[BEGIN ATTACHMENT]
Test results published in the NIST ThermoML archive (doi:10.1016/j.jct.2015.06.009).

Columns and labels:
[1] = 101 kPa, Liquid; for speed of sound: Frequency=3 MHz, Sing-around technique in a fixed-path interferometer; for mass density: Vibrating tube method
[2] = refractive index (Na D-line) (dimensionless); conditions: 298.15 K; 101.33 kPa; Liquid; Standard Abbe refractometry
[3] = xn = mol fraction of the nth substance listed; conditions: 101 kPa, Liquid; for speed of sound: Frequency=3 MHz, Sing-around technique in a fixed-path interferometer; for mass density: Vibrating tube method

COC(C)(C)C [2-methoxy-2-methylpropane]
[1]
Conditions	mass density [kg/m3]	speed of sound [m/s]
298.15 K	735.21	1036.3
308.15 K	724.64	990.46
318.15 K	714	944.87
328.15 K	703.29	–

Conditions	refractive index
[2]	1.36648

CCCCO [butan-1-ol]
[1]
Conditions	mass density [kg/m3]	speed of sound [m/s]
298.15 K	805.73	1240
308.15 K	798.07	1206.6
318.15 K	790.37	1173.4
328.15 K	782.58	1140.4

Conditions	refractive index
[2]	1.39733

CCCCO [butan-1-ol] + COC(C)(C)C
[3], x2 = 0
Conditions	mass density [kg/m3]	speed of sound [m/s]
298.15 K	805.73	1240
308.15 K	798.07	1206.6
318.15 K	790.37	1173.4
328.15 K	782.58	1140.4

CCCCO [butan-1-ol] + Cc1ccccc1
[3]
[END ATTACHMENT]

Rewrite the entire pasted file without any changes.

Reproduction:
Test results published in the NIST ThermoML archive (doi:10.1016/j.jct.2015.06.009).

Columns and labels:
[1] = 101 kPa, Liquid; for speed of sound: Frequency=3 MHz, Sing-around technique in a fixed-path interferometer; for mass density: Vibrating tube method
[2] = refractive index (Na D-line) (dimensionless); conditions: 298.15 K; 101.33 kPa; Liquid; Standard Abbe refractometry
[3] = xn = mol fraction of the nth substance listed; conditions: 101 kPa, Liquid; for speed of sound: Frequency=3 MHz, Sing-around technique in a fixed-path interferometer; for mass density: Vibrating tube method

COC(C)(C)C [2-methoxy-2-methylpropane]
[1]
Conditions	mass density [kg/m3]	speed of sound [m/s]
298.15 K	735.21	1036.3
308.15 K	724.64	990.46
318.15 K	714	944.87
328.15 K	703.29	–

Conditions	refractive index
[2]	1.36648

CCCCO [butan-1-ol]
[1]
Conditions	mass density [kg/m3]	speed of sound [m/s]
298.15 K	805.73	1240
308.15 K	798.07	1206.6
318.15 K	790.37	1173.4
328.15 K	782.58	1140.4

Conditions	refractive index
[2]	1.39733

CCCCO [butan-1-ol] + COC(C)(C)C
[3], x2 = 0
Conditions	mass density [kg/m3]	speed of sound [m/s]
298.15 K	805.73	1240
308.15 K	798.07	1206.6
318.15 K	790.37	1173.4
328.15 K	782.58	1140.4

CCCCO [butan-1-ol] + Cc1ccccc1
[3]